The North Bend Eagle


 

Flood insurance relief in sight

by Nathan Arneal
Published 3/12/14

Perhaps the North Bend housing market as we know it isn’t doomed after all.

Both the U.S. House of Representatives and Senate have taken up measures to prevent flood insurance rates from skyrocketing in high-risk flood areas such as North Bend and much of the Platte Valley. Covered in detail in the Dec. 25, 2013, North Bend Eagle, the Biggert-Waters Act of 2012 was set to increase area flood insurance premiums by as much as 600 percent.

As those rate increases began to take effect in late 2013, pressure began to mount on Congress to act.

On March 4, the House passed H.R. 3370, which would limit rate increases to 18 percent for individuals, and 15 percent for the average rate in a particular flood zone. The House bill would also provide refunds to people who saw large rate increases triggered by the sale or purchase of a home.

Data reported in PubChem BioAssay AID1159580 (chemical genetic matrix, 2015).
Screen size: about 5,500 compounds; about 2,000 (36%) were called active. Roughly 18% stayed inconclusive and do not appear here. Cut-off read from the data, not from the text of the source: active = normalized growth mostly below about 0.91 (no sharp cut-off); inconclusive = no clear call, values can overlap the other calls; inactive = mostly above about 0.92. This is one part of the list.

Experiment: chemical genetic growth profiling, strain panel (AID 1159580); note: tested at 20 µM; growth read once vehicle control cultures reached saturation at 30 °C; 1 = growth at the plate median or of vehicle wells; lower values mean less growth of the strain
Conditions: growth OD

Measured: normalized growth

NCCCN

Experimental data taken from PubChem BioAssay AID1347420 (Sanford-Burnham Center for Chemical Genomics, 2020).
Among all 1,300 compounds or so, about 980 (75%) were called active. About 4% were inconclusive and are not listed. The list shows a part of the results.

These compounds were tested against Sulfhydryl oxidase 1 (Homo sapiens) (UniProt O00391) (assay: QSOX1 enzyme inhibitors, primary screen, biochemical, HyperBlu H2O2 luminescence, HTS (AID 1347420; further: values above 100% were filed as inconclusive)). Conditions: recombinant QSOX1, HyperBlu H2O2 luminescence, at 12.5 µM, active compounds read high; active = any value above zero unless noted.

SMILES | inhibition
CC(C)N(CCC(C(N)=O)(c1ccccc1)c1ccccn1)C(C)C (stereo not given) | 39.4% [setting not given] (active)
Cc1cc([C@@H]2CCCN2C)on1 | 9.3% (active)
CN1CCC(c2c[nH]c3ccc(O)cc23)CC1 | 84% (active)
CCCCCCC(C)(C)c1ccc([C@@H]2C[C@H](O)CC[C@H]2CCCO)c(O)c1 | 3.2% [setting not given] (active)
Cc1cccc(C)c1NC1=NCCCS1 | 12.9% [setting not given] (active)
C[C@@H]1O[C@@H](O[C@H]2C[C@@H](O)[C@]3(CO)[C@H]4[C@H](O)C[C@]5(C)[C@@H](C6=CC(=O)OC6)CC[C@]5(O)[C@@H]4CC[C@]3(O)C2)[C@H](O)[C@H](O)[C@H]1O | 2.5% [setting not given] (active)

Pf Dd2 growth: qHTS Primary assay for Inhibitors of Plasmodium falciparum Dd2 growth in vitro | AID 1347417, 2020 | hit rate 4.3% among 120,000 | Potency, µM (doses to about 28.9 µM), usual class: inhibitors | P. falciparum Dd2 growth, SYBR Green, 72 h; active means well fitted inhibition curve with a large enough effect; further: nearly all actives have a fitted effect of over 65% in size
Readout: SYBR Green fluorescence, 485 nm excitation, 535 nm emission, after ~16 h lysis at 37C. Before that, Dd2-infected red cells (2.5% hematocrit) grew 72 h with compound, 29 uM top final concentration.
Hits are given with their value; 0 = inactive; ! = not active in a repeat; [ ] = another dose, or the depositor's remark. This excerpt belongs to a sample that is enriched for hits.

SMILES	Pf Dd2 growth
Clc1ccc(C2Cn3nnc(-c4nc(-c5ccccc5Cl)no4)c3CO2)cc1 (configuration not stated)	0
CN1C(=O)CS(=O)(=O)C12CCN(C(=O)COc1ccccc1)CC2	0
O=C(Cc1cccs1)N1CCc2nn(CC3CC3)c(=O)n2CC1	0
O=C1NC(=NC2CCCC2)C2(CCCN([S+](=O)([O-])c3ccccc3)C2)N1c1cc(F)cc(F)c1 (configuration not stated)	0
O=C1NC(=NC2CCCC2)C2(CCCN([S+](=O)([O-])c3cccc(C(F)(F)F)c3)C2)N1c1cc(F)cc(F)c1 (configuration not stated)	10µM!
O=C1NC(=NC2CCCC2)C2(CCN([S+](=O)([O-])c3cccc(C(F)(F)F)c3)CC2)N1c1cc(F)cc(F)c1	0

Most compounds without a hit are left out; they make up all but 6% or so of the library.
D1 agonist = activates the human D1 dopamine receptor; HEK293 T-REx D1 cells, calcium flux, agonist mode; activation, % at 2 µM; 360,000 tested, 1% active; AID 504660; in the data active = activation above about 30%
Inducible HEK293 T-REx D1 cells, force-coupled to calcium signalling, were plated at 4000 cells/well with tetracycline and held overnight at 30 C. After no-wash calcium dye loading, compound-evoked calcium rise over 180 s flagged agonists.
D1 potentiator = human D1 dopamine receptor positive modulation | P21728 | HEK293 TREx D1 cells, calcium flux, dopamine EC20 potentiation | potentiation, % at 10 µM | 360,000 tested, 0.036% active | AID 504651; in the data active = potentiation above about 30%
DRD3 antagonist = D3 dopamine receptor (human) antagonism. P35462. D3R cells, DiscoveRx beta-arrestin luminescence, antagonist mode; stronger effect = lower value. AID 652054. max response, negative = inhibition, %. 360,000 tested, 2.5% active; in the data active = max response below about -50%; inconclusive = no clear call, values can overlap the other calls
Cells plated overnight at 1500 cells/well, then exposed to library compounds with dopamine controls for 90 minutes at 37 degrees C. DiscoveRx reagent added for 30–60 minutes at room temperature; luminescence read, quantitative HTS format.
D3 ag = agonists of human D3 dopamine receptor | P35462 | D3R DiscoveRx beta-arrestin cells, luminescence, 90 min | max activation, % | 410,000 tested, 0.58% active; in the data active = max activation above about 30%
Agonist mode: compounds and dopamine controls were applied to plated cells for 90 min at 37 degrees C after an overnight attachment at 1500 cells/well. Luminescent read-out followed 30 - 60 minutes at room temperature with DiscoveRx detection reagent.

The Senate passed its version of flood insurance reform, S. 1926, in January. S. 1926 would delay the Biggert-Waters premium increases for four years while FEMA completes an affordability study.

Either one congressional body will have to accept and pass the other’s version of the bill, or the Senate bill and the House bill will have to be reconciled before a unified bill is sent to the president to be signed into law. Several senators have expressed support for the House bill.

The original Biggert-Waters bill sought to address the financial problems of the National Flood Insurance Program, which remains $24 billion in the red.

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